Meanwhile, Muslim Scholars Association head al-Dari told islamonline.net that Iraqi police and Interior Ministry commandos from the Wolf Brigade were inflicting a "state terror policy" on Sunnis. The Muslim Scholars Association also blamed the Wolf Brigade for the assassination of Sheikh Hasan al-Nu'aimi, who was detained and later found dead.
For al-Zarqawi, the crisis supports his goal of destroying the Shi'ite hold on government and helps promote his call to Sunnis to rise up against the Shi'a. In an audiotape released on 18 May (see "RFE/RL Newsline," 19 May 2005), the avowed terrorist leader criticized Shi'ites for their "allegiance" to multinational forces and what he termed their betrayal of Islam and the Sunni fight.
In an attempt to disparage the prewar Shi'ite opposition to Saddam Hussein and point to what he sees as hypocrisy by Iraqis who criticize his insurgent movement, al-Zarqawi listed a number of operations purportedly carried out by the Badr Brigades in the 1980s and 1990s against the Hussein regime that left scores of civilians dead. He asked why those attacks were never condemned. "The reality is those [Shi'ite hypocrites] do not care about the welfare of the Muslims or their lives. Their only objective is to please their masters among the apostates and the Crusaders," he claimed, adding, "Has anyone ever dared to speak up and expose the crimes of these military rejectionists, like the Badr forces?" He also accused the Badr Brigades of displacing Sunni families from southern Iraq, occupying Sunni mosques, killing doctors and teachers, and of "joining the Crusaders in raping Sunni women."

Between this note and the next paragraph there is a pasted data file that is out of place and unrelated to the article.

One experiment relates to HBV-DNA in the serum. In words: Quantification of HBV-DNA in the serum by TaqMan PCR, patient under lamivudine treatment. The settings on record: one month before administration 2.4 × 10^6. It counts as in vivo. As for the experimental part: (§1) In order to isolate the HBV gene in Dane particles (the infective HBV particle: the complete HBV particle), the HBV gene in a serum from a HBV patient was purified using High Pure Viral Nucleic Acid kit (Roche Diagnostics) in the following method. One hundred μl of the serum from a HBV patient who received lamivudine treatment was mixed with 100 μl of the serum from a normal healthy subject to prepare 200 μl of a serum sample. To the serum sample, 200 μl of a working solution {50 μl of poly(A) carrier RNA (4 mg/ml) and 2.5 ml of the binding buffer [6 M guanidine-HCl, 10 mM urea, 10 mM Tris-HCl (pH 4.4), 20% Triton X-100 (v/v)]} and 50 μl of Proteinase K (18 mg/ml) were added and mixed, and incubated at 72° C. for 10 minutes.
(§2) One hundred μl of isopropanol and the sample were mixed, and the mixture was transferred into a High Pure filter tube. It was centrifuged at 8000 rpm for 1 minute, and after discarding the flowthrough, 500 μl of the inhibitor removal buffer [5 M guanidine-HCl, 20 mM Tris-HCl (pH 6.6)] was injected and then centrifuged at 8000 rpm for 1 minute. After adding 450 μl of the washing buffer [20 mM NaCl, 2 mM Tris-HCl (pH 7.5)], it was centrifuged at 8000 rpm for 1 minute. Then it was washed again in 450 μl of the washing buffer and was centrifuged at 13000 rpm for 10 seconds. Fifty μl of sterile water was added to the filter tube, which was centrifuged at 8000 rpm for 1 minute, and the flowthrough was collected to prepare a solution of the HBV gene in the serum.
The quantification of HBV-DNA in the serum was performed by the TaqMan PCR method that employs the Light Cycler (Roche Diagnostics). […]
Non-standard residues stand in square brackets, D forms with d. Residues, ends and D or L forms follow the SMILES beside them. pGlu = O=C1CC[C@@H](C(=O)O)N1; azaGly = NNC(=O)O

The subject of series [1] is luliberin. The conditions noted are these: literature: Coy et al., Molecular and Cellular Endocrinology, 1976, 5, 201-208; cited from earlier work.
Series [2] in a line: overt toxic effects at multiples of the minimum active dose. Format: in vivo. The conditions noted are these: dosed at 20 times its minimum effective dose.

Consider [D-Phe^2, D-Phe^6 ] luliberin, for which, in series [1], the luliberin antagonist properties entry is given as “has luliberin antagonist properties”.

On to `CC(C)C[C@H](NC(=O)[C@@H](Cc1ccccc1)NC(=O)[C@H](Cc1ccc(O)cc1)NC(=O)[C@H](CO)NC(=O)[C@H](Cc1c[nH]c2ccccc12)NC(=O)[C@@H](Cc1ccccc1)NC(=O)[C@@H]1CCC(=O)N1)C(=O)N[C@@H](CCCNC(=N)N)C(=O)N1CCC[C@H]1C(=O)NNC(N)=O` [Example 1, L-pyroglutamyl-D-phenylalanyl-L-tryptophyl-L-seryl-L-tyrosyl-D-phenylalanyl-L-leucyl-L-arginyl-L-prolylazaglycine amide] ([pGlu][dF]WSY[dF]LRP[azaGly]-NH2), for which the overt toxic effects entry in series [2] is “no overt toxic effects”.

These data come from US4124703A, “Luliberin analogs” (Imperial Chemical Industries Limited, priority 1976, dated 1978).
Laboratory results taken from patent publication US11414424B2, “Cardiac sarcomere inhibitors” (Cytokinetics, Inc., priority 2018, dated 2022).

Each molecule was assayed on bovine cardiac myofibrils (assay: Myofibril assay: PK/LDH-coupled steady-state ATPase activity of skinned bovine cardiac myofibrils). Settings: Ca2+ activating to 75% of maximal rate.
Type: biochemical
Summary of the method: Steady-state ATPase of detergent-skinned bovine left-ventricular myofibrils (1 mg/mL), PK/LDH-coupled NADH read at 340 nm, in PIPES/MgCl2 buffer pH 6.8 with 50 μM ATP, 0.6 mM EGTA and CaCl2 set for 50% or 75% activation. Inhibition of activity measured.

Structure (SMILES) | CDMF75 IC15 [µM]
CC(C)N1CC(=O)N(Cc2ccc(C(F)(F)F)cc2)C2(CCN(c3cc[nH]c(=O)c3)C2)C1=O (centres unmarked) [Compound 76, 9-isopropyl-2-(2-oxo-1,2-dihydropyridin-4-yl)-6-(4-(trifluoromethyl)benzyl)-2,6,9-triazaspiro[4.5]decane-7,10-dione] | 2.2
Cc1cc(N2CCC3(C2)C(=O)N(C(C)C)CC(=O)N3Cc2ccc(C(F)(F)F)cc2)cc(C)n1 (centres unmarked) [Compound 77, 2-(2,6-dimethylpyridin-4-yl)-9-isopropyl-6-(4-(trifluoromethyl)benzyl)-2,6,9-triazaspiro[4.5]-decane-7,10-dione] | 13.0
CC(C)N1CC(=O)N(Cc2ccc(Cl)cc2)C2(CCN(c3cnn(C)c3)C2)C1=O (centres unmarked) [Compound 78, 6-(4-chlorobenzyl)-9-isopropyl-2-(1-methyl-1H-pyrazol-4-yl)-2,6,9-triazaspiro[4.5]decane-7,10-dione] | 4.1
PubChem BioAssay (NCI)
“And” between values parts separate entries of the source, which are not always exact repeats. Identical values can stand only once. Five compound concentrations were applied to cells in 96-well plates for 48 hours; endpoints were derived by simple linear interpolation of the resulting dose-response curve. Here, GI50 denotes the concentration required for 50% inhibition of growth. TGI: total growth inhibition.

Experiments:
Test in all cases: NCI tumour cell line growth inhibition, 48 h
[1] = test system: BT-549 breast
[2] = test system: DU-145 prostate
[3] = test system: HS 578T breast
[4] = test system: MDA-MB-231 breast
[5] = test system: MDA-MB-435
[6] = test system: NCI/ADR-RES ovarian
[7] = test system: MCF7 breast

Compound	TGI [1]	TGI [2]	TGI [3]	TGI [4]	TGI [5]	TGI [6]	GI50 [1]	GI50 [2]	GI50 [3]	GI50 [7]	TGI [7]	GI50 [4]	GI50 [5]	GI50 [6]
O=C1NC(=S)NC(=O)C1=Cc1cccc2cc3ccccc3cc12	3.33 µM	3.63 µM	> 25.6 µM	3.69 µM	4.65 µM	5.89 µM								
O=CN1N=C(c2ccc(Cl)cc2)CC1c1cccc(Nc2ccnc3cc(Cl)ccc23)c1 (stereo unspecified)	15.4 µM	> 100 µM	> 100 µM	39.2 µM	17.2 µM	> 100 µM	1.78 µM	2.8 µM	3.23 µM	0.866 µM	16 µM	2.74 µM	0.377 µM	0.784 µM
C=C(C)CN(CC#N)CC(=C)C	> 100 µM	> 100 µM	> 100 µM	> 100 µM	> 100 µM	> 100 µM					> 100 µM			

The transitional government has come out in recent days with a number of directives aimed at curbing the violence, but it has yet to convey a forceful stance on the growing sectarian rift. Al-Dulaymi reversed his order banning mosque raids on 18 May, saying that the army will attack mosques and places of worship if they accommodate terrorists or stockpile weapons. Meanwhile, the government announced its intention to reinstate capital punishment, and said it would push to enact laws to punish those who provide logistical support for terrorist networks. The laws would also prosecute citizens who fail to share information about terrorist networks with the government.
U.S. military officials reportedly urged Prime Minister Ibrahim al-Ja'fari last week to take decisive action against the escalating violence before the situation spirals to worsening levels. But it is unclear whether the transitional government, only a few weeks in office, has the capacity to meet that demand. Several government officials last week declined requests from RFI for interviews on the Al-Qa'im operation, and only came forward for press interviews at the week's end. For his part, al-Ja'fari appeared more preoccupied with Iranian Foreign Minister Kamal Kharrazi's visit to Baghdad this week than with the escalating violence, and has since left Iraq for meetings with Turkish officials in Ankara.
Copyright (c) 2005. RFE/RL, Inc. Reprinted with the permission of Radio Free Europe/Radio Liberty, 1201 Connecticut Ave., N.W. Washington DC 20036. www.rferl.org